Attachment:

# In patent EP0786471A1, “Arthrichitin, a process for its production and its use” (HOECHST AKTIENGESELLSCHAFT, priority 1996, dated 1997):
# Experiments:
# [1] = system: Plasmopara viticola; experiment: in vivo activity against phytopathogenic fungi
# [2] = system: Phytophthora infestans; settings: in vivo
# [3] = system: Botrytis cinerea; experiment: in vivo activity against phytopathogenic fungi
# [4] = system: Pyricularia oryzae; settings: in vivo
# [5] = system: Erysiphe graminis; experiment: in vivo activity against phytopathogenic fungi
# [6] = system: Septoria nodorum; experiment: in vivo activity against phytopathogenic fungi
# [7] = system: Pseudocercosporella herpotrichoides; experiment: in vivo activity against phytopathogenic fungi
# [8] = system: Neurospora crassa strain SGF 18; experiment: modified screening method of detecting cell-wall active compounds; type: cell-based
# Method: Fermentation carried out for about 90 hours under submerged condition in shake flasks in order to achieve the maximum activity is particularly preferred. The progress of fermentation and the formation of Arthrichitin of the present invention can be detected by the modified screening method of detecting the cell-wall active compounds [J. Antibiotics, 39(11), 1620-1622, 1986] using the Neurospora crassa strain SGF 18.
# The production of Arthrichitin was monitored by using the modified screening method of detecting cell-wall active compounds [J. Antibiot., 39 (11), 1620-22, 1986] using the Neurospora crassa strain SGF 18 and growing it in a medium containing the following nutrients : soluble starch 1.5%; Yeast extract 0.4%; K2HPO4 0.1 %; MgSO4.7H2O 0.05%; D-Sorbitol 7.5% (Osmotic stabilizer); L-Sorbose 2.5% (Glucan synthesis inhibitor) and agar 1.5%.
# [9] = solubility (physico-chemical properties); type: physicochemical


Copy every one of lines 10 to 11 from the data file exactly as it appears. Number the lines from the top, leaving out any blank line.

# [8] = system: Neurospora crassa strain SGF 18; experiment: modified screening method of detecting cell-wall active compounds; type: cell-based
# Method: Fermentation carried out for about 90 hours under submerged condition in shake flasks in order to achieve the maximum activity is particularly preferred. The progress of fermentation and the formation of Arthrichitin of the present invention can be detected by the modified screening method of detecting the cell-wall active compounds [J. Antibiotics, 39(11), 1620-1622, 1986] using the Neurospora crassa strain SGF 18.